"Everything here is in Spanish and English: all the street signs, everything. This is the United States. We speak English in the U.S. This place has been part of the U.S. for, like, four hundred years. Get over it.” [GayProf Note: The U.S. invaded New Mexico in 1846, a mere 160 years ago, not 400. The U.S is currently 230 years old. Clearly she would not win any history awards.]
“It’s not like Texas. People here aren’t friendly. Some have even told me that I should go back to Texas if I don’t like it here.”
For whatever reason, they often obsessed about food. Much like Texan-Girl complained of the local cuisine, so also 1920s-Chicago social workers fretted about Mexicans’ diets in their city. They demanded that the recent arrivals to the city conform to their own arbitrary assumptions about “proper living.” They even established a recommended menu to replace the Mexican food that allegedly angered up the blood:
Breakfast: cornmeal mush with top milk, toast, coffee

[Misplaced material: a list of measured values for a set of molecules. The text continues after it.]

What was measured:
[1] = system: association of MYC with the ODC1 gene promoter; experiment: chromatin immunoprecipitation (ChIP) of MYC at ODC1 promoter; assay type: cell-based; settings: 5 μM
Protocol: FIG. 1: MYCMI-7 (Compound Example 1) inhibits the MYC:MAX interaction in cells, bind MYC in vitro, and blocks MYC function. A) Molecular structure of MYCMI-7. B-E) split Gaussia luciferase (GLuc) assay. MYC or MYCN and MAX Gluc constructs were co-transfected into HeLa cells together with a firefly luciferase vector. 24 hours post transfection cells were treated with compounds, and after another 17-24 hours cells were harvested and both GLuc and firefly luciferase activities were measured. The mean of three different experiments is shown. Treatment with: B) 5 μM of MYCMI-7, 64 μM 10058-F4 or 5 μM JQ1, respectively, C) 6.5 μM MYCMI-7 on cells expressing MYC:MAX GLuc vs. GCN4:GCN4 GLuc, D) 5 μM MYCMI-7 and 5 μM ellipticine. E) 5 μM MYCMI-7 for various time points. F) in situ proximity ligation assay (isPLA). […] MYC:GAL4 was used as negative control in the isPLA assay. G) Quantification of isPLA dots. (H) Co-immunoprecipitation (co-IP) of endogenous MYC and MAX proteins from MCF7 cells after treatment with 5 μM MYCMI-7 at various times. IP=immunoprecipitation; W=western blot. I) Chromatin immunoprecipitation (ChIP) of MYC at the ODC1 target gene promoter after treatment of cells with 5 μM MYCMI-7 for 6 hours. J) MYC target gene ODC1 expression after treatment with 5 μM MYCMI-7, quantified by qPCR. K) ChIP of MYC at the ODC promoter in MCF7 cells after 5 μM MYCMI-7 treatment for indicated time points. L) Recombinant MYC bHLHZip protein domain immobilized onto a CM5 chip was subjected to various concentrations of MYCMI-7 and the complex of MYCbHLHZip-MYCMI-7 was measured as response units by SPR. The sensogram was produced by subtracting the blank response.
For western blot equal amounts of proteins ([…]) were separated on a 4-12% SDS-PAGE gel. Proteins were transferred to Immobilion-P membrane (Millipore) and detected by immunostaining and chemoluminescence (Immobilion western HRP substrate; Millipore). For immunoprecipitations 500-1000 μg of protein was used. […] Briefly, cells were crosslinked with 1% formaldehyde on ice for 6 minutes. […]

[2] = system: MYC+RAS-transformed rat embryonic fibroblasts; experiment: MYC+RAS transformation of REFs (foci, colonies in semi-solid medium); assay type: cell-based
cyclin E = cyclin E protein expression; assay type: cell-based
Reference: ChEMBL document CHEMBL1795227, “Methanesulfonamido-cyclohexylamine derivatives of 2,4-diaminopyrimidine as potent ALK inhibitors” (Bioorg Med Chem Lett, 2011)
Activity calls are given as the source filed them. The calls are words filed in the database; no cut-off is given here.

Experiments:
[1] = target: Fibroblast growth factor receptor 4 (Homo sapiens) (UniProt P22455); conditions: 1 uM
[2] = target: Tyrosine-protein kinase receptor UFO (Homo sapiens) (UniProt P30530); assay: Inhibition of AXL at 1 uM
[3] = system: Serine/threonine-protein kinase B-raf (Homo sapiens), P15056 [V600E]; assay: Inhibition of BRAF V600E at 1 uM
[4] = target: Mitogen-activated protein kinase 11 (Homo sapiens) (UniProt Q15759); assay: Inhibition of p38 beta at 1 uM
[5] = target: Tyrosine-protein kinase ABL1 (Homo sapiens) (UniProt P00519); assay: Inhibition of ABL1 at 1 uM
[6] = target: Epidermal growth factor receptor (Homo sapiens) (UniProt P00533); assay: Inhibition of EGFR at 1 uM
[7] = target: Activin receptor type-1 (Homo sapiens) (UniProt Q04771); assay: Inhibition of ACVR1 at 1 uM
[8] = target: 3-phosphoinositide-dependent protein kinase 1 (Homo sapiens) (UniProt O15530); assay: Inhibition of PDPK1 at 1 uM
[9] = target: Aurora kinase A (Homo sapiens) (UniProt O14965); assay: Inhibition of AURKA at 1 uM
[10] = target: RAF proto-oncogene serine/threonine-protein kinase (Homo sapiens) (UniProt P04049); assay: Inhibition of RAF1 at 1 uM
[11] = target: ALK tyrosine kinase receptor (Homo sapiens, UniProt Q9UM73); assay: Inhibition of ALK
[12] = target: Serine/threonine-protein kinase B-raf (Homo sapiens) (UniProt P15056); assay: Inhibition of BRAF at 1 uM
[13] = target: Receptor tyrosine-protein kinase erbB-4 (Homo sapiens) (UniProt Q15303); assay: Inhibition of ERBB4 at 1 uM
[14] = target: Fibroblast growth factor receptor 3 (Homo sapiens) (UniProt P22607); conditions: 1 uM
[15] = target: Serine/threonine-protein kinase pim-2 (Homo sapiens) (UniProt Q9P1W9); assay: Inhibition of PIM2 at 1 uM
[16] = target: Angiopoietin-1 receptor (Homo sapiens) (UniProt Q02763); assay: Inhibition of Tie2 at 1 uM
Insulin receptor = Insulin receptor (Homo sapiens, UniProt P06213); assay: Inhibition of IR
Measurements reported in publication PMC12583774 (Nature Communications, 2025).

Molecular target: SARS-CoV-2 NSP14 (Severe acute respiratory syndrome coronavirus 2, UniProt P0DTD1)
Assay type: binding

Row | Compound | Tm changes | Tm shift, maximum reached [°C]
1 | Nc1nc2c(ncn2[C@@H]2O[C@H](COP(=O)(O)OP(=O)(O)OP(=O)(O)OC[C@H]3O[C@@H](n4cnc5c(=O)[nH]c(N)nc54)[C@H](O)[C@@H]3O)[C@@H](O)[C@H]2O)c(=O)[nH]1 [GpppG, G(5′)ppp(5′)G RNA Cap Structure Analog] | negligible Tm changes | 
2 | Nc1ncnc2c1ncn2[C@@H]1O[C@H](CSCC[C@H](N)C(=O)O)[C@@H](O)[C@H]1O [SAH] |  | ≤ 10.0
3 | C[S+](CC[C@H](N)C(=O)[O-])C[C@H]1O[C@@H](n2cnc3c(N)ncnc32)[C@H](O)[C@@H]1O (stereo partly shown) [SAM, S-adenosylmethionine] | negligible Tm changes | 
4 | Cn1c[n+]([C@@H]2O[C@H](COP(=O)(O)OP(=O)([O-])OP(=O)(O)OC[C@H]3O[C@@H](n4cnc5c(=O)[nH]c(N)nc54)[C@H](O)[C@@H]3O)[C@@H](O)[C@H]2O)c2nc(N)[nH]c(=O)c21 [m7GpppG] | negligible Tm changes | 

Lunch: dried peas, bread with oleo, and stewed rhubarb
Dinner: pot-roast, bread, raisin pie, and coffee
Almost a hundred years later, it turns out that the Chicago social workers’ notions of “good American food” did not withstand the test of time. For some reason, most Americans just don’t find cornmeal mush a satisfying way to start their day. Meanwhile, Mexican food, or at least bastardized versions of it, has become so ubiquitous in the U.S. that few even think about it anymore. To my memory, I haven’t seen throngs of protesters circling the Taco Bell for being “un-American.”